OK, I'll definitely take a beating from all of you for having gone so long between my survey posts and now. I won't even go into the details but between some crazy work schedules, multiple sinus problems and even migraines… well, I've been a bit behind. Let's just say that April/May were rough at best. I'm feeling better and well, now I'm trying to catch up. I had really gotten the blogging bug in March but I completely lost it in April. But, this tipping point series is in dire need of lots of explaining so I'm really hoping to get a few posts done in this area for sure!
First, I started the discussion around this in a few surveys:
Q1 was described as this: if a table has 1 million rows at 20 rows per page (50,000 pages), at what percentage (roughly) of the data would a nonclustered index no longer be used. Blogged here. Here's what the survey said as of today:
And, for Q1 the correct result (Between 0-2% of the rows) is actually the best result (but, by no means the overwhelming majority at only 28%). However, often people just "think" the answer is very small. So… I did a few more questions/surveys.
Q2 was described as this: if a table has 1 million rows at 100 rows per page (10,000 pages), at what percentage (roughly) of the data would a nonclustered index no longer be used. Blogged here. Here's what the survey said as of today:
And, for Q2 the correct result (Less than .5% of the rows) is actually at a tie for the best (but, again, even a small percentage at only 22%). Again, often people just "think" the answer is very small. So… I did one more question/survey.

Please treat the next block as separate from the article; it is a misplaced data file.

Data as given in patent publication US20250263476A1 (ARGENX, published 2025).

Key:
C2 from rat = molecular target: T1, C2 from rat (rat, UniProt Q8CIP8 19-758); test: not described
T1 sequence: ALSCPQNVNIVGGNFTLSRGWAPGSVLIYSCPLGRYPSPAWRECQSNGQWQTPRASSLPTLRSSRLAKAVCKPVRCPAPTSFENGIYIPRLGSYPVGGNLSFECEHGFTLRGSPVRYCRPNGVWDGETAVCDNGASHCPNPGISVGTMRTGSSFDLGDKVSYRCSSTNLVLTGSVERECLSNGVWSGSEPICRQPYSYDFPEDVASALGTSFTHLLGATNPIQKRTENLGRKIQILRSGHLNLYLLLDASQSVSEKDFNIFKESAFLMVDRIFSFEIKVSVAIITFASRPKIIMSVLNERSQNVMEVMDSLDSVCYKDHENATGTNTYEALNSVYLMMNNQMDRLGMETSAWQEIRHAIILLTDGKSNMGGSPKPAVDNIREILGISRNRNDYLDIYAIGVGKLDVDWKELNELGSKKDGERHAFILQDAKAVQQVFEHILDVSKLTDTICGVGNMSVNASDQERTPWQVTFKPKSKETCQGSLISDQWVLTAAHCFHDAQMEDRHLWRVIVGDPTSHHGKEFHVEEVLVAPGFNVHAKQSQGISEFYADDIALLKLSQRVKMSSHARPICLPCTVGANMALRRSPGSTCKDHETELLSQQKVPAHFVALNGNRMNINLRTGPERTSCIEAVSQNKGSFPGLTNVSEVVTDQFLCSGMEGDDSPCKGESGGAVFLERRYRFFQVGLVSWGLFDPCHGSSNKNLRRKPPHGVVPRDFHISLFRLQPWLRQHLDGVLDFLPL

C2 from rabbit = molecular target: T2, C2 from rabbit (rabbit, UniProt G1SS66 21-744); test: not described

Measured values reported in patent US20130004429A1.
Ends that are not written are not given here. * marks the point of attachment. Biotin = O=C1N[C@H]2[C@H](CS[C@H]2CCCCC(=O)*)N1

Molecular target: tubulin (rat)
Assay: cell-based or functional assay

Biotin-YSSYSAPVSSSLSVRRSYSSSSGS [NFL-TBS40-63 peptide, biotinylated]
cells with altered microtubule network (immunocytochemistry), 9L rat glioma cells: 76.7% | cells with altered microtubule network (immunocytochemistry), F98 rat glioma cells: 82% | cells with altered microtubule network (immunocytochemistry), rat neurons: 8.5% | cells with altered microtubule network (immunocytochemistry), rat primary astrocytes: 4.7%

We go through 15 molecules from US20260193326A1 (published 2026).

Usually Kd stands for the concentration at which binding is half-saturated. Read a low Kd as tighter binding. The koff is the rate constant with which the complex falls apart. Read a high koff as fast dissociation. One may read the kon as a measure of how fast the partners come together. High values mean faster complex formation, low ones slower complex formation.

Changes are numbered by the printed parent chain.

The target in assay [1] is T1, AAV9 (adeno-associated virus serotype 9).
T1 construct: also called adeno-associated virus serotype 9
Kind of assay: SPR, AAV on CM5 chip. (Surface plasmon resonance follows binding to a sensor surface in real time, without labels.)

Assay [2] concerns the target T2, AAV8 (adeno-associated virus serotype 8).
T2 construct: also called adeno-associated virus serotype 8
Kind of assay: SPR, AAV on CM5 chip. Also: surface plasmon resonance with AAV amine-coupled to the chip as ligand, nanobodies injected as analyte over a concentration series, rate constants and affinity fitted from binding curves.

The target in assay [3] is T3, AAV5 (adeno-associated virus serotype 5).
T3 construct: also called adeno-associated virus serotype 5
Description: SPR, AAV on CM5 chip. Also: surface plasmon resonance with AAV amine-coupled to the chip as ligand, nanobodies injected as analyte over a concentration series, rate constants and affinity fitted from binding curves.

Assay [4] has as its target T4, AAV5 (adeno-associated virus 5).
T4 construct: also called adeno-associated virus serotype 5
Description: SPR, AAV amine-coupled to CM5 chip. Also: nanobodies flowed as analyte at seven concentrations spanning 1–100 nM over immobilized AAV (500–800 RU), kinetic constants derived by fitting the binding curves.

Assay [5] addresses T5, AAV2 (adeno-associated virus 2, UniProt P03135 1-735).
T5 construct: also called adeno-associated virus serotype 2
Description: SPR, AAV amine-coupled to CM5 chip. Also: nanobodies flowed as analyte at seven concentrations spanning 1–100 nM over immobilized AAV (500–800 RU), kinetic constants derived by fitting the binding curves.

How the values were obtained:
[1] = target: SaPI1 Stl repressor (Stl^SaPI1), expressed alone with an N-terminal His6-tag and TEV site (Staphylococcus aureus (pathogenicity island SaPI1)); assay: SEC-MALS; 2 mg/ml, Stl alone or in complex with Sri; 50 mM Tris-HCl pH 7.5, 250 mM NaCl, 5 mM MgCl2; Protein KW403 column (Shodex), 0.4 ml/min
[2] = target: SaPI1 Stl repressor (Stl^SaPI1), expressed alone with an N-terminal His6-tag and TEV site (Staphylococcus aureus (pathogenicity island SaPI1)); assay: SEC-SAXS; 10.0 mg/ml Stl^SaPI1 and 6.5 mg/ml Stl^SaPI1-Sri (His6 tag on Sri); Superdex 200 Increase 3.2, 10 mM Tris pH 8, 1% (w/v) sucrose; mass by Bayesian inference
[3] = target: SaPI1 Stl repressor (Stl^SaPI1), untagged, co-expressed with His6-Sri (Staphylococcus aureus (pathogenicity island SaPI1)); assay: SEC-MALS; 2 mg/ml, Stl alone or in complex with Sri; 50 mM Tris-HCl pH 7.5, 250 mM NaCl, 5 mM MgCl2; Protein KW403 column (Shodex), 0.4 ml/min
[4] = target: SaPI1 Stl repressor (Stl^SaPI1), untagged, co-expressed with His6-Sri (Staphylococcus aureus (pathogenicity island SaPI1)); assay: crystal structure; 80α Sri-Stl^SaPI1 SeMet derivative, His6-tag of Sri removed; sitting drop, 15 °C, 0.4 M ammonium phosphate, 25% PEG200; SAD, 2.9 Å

Q3 was described as this: if a table has 1 million rows at 2 rows per page (500,000 pages), at what percentage (roughly) of the data would a nonclustered index no longer be used. Blogged here. Here's what the survey said as of today:
And, for Q3 the correct result (Between 10-20% of the rows) is actually NOT the highest answer. And, this is even more convincing that there's confusion around what's going on and why.
The Tipping Point
What is the tipping point?
It's the point where the number of rows returned is "no longer selective enough". SQL Server chooses NOT to use the nonclustered index to look up the corresponding data rows and instead performs a table scan.
When does the tipping point occur?
It depends… it's MOSTLY tied to the number of pages in the table. Generally, around 30% of the number of PAGES in the table is about where the tipping point occurs. However, parallelism, some server settings (processor affinity and I/O affinity), memory and table size – all can have an impact. And, since it can vary – I typically estimate somewhere between 25% and 33% as a rough tipping point (and, you'll see from a bunch of my examples, that number is not EXACT). Then, I translate that into rows.